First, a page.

American ‘Digital Nomad’ to be kicked out of Bali after LGBT and lifestyle tweets | World news


DENPASAR, Indonesia (Reuters) – A self-proclaimed American and digital nomad will be kicked out of Indonesia after posting tweets that sparked a backlash on social media over perceived Western privilege and lack of cultural awareness, after she said Bali was “friend of LGBT people”.

Indonesia is the largest predominantly Muslim nation in the world and its LGBT community has faced discrimination and sometimes violent attacks for years. Only 9% of Indonesians agreed that homosexuality is acceptable, according to a survey by the Pew Research Center last June.

In a series of weekend tweets, Kristen Gray wrote about the benefits of her decision to move to the tropical island of Bali with her girlfriend, describing her as the “perfect medicine,” a place that was friendly to women. LGBT, and where the low cost of living gave him a luxurious lifestyle.

“The island has been amazing because of our high lifestyle at a much lower cost of living. I was paying $ 1,300 for my studio in Los Angeles. Now I have a treehouse for $ 400, ”she posted, along with a photo of her new, light-filled Balinese Mansion.

“Being a digital nomad is all,” she added, referring to people who often work remotely and in multiple countries.

With its laid-back lifestyle, unique culture, and relatively low cost of living, Bali has been an attractive destination for those hoping to avoid working in the crowded and expensive cities of Western countries.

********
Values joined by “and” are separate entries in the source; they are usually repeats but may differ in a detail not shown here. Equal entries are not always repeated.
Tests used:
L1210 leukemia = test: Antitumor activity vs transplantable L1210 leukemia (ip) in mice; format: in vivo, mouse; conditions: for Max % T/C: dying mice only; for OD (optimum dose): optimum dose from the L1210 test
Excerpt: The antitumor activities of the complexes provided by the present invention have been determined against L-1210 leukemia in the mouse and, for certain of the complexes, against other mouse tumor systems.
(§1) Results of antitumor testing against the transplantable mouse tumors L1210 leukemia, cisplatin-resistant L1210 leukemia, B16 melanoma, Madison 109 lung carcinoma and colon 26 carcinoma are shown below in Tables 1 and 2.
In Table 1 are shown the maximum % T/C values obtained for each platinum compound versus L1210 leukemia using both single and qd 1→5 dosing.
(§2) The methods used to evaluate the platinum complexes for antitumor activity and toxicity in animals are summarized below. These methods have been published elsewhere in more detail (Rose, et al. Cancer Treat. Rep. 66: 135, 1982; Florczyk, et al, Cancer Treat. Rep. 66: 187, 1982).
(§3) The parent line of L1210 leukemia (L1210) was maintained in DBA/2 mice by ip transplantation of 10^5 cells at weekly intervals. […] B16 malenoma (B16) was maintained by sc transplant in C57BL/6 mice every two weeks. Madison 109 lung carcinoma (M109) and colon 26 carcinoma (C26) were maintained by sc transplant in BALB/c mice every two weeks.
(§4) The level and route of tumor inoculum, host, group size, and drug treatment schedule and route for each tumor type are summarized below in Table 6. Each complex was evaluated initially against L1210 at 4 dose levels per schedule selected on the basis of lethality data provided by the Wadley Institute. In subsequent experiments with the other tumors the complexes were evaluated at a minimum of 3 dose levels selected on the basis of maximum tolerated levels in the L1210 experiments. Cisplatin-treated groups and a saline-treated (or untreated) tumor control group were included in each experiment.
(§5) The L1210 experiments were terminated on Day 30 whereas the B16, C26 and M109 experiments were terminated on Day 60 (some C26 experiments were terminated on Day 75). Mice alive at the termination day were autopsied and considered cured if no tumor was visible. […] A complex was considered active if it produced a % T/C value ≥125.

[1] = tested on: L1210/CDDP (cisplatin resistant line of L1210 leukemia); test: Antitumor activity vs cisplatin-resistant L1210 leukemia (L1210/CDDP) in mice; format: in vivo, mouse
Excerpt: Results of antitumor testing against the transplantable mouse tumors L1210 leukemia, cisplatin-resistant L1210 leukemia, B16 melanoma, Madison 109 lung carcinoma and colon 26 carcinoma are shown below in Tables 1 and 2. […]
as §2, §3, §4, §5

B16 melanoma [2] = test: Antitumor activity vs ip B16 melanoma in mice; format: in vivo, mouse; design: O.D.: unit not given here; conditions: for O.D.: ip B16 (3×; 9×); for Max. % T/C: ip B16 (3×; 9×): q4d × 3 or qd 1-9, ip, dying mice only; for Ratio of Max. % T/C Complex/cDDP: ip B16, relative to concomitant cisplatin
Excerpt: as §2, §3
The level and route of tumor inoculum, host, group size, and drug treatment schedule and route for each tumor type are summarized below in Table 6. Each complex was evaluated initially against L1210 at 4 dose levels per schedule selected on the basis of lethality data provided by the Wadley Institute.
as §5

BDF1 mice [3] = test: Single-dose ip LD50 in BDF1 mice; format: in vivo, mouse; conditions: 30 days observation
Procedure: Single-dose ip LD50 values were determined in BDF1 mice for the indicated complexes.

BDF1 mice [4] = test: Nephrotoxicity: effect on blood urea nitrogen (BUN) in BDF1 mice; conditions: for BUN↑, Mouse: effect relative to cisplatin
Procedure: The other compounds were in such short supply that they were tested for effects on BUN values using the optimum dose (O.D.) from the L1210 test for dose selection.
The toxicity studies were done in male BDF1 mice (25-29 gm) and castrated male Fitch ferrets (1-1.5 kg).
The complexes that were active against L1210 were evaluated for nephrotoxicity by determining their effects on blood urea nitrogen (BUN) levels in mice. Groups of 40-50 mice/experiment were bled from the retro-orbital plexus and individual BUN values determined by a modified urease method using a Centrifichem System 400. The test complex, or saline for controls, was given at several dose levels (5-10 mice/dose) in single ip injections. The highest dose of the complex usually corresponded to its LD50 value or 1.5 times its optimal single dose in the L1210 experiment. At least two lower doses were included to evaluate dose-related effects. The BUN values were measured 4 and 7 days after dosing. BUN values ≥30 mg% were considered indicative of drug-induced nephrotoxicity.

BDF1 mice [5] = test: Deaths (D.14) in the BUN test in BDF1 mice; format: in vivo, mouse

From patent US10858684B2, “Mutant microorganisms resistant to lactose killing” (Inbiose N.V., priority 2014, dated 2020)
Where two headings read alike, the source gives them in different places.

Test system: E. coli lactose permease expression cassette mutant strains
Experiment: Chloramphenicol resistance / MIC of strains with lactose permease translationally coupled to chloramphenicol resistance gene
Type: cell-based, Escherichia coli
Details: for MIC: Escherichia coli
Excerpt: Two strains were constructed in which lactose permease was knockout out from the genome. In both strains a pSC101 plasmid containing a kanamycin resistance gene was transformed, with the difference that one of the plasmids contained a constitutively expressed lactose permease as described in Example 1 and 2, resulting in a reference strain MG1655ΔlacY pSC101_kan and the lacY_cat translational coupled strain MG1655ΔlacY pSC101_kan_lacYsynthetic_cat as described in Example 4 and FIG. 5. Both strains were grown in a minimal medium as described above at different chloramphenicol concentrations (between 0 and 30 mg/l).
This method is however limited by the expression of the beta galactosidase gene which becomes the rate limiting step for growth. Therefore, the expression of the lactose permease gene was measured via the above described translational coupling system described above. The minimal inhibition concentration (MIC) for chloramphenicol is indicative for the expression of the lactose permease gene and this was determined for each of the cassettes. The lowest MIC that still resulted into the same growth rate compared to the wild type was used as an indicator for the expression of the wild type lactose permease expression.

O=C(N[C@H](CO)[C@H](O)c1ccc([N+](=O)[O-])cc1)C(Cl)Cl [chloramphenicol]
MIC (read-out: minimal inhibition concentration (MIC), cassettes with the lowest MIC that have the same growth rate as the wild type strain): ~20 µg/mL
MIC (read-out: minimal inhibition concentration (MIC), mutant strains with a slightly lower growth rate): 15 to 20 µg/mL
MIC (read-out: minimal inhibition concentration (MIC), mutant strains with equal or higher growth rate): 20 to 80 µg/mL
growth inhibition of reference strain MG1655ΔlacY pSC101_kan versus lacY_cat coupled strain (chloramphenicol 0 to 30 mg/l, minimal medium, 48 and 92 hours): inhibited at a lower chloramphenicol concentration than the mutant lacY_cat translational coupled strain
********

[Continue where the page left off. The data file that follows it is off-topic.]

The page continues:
Gray’s tweets have been criticized by many Indonesians on social media for a variety of reasons, including allegations that she may have tricked the system into avoiding taxes, exploited Western privileges and for an apparent lack of awareness of Indonesian society.

After Gray was summoned for questioning on Tuesday, I Putu Surya Dharma, spokesperson for the Bali law and human rights agency, told Reuters that the US citizen would be deported as soon as a flight was stolen. was reportedly available and was currently being held in a migrant detention center. .

In a statement on its website, the immigration office said Gray may have broken several immigration laws, including spreading information that may disturb the public, such as suggesting Bali was “queer friendly.” “and easily accessible to strangers amid the COVID-19 pandemic. .

“Hi everyone, first of all I am not guilty, I did not exceed my visa term, I did not earn Indonesian rupiah money in Indonesia. I made a statement on the LGBT, and I was kicked out for being LGBT, ”Gray told reporters.

Promoting his modernized lifestyle in an e-book titled “Our Life in Bali is Yours,” Gray had also published articles on how foreign nationals could enter Indonesia during the pandemic.

His lawyer Erwin Siregar told Reuters that Gray has a socio-cultural visa valid until January 24 of this year.

Indonesia tightened border restrictions last month to prevent entry of all foreigners, except diplomats and those who already have work or residence permits, in a bid to stem the spread more contagious variants of the new coronavirus.

Officials said they are also examining the possibility that Gray violated Indonesian law by conducting business through the sale of his e-book.

(Reporting by Kate Lamb in SYDNEY, Agustinus Beo Da Costa in JAKARTA, Sultan Anshori in BALI; Written by Kate Lamb; Editing by Ed Davies and Michael Perry)

Copyright 2021 Thomson Reuters.


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